• The likelihood of such incidental findings and any related case studies;
  • What, if anything, patients, participants, and/or consumers should be told about incidental findings resulting from large-scale genetic testing, imaging, and testing of biological specimens before tests are conducted;
  • Any duties or ethical obligations that clinicians, researchers, and direct-to-consumer companies might have to actively look for certain incidental findings;
  • Best practices, methods, and mechanisms for determining when and how incidental findings should be returned to patients, participants, and/or consumers;
  • The acceptability of holding back information--such as establishing “no return” policies, or advance stipulations that no incidental findings will be returned; and,
  • Any best practices or recommendations regarding incidental findings that apply no matter the type of test or context.

Comments will be accepted until July 5, 2013. Additional information about the Commission’s work in this area is available here.  

FDA Issues New Draft Guidance Documents on Access to Investigational Drugs

This post was written by Jennifer Pike.

On May 9, 2013, the Food and Drug Administration (“FDA”) announced the availability of two new draft guidance documents answering common questions on FDA’s implementation of regulations related to access to investigational drugs. The first draft guidance, entitled “Charging for Investigational Drugs Under an IND – Qs & As,” addresses FDA’s implementation of 21 C.F.R. § 312.8 and answers the most frequently-asked questions about charging for investigational new drugs under an investigational new drug (IND) Application (IND). The regulation, which went into effect in October 2009, clarifies the circumstances under which charging for an investigational new drug in a clinical trial is appropriate. It also sets forth criteria for charging for an investigations drug and clarifies what costs can be recovered for an investigational drug.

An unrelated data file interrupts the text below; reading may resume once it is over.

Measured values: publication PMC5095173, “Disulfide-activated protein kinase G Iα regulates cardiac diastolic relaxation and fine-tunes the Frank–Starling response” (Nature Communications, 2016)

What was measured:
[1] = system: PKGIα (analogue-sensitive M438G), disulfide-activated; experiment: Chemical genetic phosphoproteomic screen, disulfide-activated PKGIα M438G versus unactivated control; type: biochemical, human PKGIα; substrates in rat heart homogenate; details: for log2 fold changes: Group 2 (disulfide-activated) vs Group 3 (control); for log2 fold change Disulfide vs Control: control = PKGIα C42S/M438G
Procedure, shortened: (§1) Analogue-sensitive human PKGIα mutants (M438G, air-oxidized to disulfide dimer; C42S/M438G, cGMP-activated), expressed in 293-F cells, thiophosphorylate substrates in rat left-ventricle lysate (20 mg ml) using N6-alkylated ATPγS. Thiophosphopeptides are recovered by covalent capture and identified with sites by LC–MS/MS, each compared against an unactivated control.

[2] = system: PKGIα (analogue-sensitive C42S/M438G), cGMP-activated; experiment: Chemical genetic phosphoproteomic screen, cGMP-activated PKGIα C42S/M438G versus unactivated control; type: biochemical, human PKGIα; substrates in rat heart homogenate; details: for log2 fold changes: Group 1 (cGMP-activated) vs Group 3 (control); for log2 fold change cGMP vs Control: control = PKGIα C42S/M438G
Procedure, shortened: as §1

The second draft guidance, entitled “Expanded Access to Investigational Drugs for Treatment Use – Qs & As,” answers the most frequently-asked questions related to FDA’s implementation of its expanded access regulations (21 CFR Part 312, Subpart I). The regulations, which went into effect on October 2009, contain the requirements for the use of investigational new drugs or approved drugs where availability is limited by a risk evaluation and mitigation strategy, when the primary purpose is to diagnose, monitor, or treat a patient’s disease or condition.

Comments on the draft guidance documents should be submitted in writing, or electronically at, on or before July 8, 2013.

FDA Issues New Guidance Documents

This post was written by Jennifer Pike.

In recent weeks, the Food and Drug Administration (FDA) has issued a number of new draft and final guidance documents on a range of issues, including financial disclosure by clinical investigators, medical device recalls, prescription drug labeling, and medical devices for pediatric uses. Highlights include the following: